Texas Fiduciary Litigator: A Rose By Any Other Name Would Not Smell As Sweet: Court Holds That Texas Does Not Have An Aiding And Abetting Breach Of Fiduciary Duty Claim (August 13, 2020)

David Fowler Johnson, in his Texas Fiduciary Litigator Blog, discusses Hampton v. Equity Trust Co.

In Hampton v. Equity Trust Co., an individual sold fraudulent investments to the plaintiff. No. 03-19-00401-CV, 2020 Tex. App. LEXIS 5674 (Tex. App.—Austin July 23, 2020, no pet.). The individual ran a Ponzi scheme and had recommended that the plaintiff open a retirement account with Equity Trust Company. Equity Trust Company was the custodian of the plaintiff’s self-directed IRA, from which the plaintiff made the investments. After the scheme came a halt, the plaintiff sued the individual for various claims and Equity Trust Company of aiding and abetting breach of fiduciary duty. After a jury trial, the trial court entered judgment for the plaintiff against Equity Trust Company for aiding and abetting breach of fiduciary duty.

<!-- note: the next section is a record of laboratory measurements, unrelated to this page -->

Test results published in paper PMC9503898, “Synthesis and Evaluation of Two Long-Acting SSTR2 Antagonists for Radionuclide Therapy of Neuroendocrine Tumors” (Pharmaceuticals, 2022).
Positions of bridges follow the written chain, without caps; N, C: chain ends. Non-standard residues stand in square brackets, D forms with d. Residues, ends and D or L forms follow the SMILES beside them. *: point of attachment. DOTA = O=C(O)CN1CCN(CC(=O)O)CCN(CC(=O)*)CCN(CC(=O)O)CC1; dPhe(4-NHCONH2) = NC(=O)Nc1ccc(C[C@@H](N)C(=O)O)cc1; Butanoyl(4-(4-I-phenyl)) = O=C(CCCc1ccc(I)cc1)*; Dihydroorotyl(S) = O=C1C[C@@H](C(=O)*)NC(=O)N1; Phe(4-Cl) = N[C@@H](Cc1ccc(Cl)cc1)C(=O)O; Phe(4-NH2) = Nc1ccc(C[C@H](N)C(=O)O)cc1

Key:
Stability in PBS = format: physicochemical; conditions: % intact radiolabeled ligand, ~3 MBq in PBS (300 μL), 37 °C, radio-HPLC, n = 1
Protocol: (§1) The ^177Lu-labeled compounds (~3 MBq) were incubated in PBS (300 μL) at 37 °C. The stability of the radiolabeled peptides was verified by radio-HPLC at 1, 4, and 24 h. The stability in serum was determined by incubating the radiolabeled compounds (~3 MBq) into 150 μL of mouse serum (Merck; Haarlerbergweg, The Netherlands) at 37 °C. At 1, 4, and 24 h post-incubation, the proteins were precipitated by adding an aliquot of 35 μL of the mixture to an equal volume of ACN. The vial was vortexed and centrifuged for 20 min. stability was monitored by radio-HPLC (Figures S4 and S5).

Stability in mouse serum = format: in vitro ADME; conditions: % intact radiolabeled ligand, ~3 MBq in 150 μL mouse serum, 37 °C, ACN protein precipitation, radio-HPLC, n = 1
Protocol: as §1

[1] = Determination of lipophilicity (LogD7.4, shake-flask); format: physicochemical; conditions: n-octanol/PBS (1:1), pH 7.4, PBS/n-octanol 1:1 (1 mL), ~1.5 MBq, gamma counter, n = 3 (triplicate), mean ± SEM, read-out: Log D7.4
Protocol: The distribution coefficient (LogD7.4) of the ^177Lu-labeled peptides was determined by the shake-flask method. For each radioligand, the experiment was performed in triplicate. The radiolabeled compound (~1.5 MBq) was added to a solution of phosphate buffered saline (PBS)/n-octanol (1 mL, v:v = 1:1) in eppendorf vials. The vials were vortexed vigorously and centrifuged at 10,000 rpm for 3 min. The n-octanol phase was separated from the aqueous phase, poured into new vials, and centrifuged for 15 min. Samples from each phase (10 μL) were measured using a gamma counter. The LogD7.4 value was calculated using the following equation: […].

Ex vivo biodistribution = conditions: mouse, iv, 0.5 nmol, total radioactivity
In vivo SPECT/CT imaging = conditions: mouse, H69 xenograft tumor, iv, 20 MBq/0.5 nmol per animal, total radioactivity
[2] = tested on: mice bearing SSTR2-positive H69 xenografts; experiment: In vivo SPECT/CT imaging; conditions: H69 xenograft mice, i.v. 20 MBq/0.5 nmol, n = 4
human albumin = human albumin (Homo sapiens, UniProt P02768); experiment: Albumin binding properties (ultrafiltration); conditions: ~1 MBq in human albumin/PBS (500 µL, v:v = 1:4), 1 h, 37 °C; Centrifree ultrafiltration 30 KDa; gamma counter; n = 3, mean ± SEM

To see the full article, click: A Rose By Any Other Name Would Not Smell As Sweet: Court Holds That Texas Does Not Have An Aiding And Abetting Breach Of Fiduciary Duty Claim | Texas Fiduciary Litigator

To download the full opinion, click: Texas Fiduciary Litigator: A Rose By Any Other Name Would Not Smell As Sweet: Court Holds That Texas Does Not Have An Aiding And Abetting Breach Of Fiduciary Duty Claim (August 13, 2020)

Posted by David Brito, Associate Editor, Wealth Strategies Journal.

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